America’s favorite drugs really do combine to create a cacophony of insanity. Alcohol makes us irrational on the weekend, while caffeine and cigarettes provide the buzz to keep us worker bees going (but not the mental drive of course). Sugar, though not a drug, keeps us happy, lazy, and clouded in the mind while simultaneously killing us. Anti-depression pharmaceuticals either keep us from killing ourselves when an increasingly meaningless and shallow society gives us ever more reason to do so, or they ruin our minds or actually just kill us. I could go on but I think I’ve made my point.
The Age of Reason is over and has been for quite some time. The world is badly in need of rational philosophy, and it saddens me to think of just how much more could have been accomplished if some of the teachings of the ancient Greek philosophers had never been forgotten. While many might respond that they haven’t been forgotten, as Aristotle and Plato’s works are still read in school, they are missing my point.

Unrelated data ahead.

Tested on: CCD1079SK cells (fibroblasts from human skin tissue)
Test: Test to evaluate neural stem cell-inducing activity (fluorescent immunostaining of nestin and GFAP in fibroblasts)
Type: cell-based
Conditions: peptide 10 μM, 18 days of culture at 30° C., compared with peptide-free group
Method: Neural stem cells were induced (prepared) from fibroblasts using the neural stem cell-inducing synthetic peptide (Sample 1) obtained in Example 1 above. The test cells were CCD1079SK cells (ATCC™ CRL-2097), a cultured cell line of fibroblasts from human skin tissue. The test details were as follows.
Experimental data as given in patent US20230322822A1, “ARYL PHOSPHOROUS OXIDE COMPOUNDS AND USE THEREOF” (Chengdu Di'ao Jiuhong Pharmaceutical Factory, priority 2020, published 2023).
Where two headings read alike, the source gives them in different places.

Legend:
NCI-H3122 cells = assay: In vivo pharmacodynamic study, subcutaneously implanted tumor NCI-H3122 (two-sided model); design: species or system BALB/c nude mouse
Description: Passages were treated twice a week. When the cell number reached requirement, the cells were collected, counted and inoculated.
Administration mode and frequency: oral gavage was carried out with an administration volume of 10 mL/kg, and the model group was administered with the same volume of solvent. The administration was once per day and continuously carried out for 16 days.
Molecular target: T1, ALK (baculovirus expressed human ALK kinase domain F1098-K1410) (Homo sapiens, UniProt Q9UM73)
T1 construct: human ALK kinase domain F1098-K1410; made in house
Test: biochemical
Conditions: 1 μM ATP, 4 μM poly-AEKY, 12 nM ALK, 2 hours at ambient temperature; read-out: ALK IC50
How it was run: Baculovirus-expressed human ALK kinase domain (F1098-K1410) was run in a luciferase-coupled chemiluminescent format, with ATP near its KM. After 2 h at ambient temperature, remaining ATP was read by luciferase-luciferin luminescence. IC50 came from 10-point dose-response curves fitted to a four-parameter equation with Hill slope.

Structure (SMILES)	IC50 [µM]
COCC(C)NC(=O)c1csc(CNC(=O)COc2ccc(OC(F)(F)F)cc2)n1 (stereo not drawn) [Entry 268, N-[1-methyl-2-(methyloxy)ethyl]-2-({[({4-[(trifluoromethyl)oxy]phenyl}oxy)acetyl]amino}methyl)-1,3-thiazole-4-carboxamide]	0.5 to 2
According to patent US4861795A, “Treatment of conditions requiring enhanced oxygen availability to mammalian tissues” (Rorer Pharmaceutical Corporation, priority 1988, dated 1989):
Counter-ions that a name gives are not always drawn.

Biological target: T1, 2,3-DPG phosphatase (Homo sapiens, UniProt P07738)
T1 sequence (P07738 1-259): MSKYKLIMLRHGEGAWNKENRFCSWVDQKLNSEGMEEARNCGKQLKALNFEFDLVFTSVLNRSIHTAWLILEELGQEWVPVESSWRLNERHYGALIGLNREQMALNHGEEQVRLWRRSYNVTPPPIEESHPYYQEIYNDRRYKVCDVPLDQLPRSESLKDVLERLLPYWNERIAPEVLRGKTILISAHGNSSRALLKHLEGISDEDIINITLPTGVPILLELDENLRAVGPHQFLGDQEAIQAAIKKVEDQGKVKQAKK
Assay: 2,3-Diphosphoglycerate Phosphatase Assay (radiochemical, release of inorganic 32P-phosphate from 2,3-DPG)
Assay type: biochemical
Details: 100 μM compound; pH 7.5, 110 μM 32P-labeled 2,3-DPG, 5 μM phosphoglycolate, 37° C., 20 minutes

Society has forgotten reason, and we can trace many social ills back to this fact, a point Ayn Rand tried her best to hammer home in her lifetime. Too many Americans are content to simply stay at home and vent their frustrations by watching people lose their minds on TV or engaging in Facebook flame wars where bruised egos fuel “debate.” They argue over memes instead of getting up and trying to live their dreams. Of course you can’t really blame them as it’s not easy to be a particularly vivacious human being when you consume 200g of refined poison (sugar) everyday and mitigate the effects of which with caffeine. We live in an era of poisoned bodies and poisoned minds. The remedy for the bodies is obvious, but for the minds it is unfortunately not. Reason is the medicine for the mind, and our emotion driven — and at times hysterical — society needs to start taking it.